Swift Generics

Generic programming refers to the ability to write functions and data types that don’t specify a type. In this way, an algorithm or, say, a collection data type can have high reusability and specify a type when instantiated. For example, an array can hold many kinds of objects - it’s a generic data structure. When you want an array that specially holds objects of type Struct Gen, you can declare it (specifically in swift) as:

var genericArray = [Gen]()

You could also declare an empty array of integers as:

var intArray = [Int]() or, using explicit generic syntax, as var intArray = Array<Int>()

In this way, it’s clear that there is one array type, but we can specify what types the array can hold. You can almost treat a data type as a function, with a type being passed as an argument.

Arrays, Dictionaries, and Optionals are all generic types in swift and, as such, they can only hold one type - they are type-safe data structures. There are workarounds for this - say you want an array that holds both instances of Struct A and Struct B. You can declare the generic array to hold type <Any>, which will allow you to insert objects of different types in the same array. 

*Note : when using <Any>, be aware that the compiler won’t check whether a method exists or not when called on an object of type Any. All returns of an <Any> instance would be an optional value - a safe way to access an object of type Any would be to type cast it. 

You can also have different classes conform to the same protocol and declare a generic array that takes <protocol> objects. However, this can get tricky - imagine you have two separate structs and both conform to the same protocol. Struct A has a function named “testing” that takes an int and returns an int, while Struct B has a function of the same name that takes a string and returns a string. Say you randomly grab an object from your array, call the “testing” function on that object, and pass it an integer. If you grabbed an object typed as class B, you’d have a problem.

If you wanted to write a function that took a generic collection and returned the first element, regardless of the type, you could write something like this:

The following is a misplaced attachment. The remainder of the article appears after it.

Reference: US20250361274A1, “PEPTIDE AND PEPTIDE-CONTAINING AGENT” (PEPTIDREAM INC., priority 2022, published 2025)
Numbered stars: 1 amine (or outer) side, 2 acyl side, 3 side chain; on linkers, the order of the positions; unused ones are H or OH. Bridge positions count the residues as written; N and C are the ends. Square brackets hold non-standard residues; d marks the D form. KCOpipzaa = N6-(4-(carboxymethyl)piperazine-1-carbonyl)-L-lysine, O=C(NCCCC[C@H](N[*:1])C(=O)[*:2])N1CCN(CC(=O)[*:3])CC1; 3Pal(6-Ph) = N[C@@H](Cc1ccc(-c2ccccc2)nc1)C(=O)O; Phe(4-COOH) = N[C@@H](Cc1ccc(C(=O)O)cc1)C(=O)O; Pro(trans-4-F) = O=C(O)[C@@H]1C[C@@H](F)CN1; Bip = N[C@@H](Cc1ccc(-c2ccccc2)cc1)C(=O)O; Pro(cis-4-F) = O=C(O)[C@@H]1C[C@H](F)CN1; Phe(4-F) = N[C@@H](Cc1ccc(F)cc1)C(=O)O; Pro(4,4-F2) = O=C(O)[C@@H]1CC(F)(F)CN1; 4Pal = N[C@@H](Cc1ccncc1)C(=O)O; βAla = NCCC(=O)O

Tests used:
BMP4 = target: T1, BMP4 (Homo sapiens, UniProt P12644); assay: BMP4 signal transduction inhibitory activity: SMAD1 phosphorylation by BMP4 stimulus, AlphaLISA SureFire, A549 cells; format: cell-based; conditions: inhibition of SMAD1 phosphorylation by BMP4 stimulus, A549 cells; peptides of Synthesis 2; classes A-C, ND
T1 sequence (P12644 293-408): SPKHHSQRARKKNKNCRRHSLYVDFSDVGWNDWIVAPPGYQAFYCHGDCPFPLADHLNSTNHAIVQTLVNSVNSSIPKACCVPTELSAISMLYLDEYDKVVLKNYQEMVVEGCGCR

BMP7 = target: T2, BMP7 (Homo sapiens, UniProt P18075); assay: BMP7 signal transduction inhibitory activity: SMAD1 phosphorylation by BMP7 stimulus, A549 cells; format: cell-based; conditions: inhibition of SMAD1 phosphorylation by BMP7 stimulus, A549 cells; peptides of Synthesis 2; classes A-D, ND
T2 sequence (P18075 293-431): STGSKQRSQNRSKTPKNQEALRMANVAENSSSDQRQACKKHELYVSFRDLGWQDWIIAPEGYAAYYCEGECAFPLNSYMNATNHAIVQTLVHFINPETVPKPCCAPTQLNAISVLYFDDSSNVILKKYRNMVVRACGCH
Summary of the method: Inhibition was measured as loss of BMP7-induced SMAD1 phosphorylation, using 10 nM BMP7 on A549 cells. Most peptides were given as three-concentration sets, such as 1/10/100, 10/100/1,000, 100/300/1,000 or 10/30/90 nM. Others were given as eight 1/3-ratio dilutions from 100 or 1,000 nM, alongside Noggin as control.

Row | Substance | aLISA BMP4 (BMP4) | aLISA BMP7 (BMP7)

func firstFromCollection<T: CollectionType>(a:T) ->(T.Generator.Element)?{

    guard !a.isEmpty else {

        return nil


       return a.first 


We can call it for arrays and strings like so:





Swift is a protocol-oriented language, and GeneratorType is a protocol used with collections; it is used for iterating over collection types. Typical "for in" loops actually use generators under the hood in swift. Take this time to read more about generators, lazy mapping functions, guards and collection types. 

Check out my github for swift code (heavily commented, of course) to implement a generic linked list. When you create an instance of the data structure, you specify the element type! Generic programming FTW! Link to code here

Pay attention to one particular function in the generic linked list:

func replaceItemAtIndex (position: Int, withValue value : T).

Notice the second argument has "withValue value:T" - the "withValue" is referred to as an external parameter name. This means that a user of the function will see "withValue" as an argument being passed, which is slightly more explicit and readable than just "value". Internally, we use "value" to define our function. Think about which you'd prefer to see - 

replaceItemAtIndex(position:Int, value:T) or replaceItemAtIndex(position:Int, withValue:T)

The latter simply reads more like English; this is just a personal preference, but coming from Objective-C, I'm a fan of this. 

NOTE - The code for my linked list includes a CustomStringProtocol extension which allows for me to print the contents of my list by using the "print" function as in print(linkedList). Before doing this, I had to write a custom print function. Additionally, I've made use of subscripts (including setters and getters). This allows for array and dictionary like access to elements, either to get the element or set it - this looks like linkedList[0] to get the head node or linkedList[0] = "New" to replace the head node. Internally, the subscript just calls my getItemAtIndex function and my replaceItemAtIndex function. This exercise was extremely helpful in my getting used to general swiftyness, utilizing some of the important changes to the language when moving over from Objective-C. 

Writing pure swift code allows me to focus on new syntax and architecture rather than the Cocoa Touch API's. Learning how to use a framework doesn't mean you know best practices of the language itself - it's important to develop good habits early.



This link is for a group of slides from a meetup presentation at Google HQ I went to on advanced generics!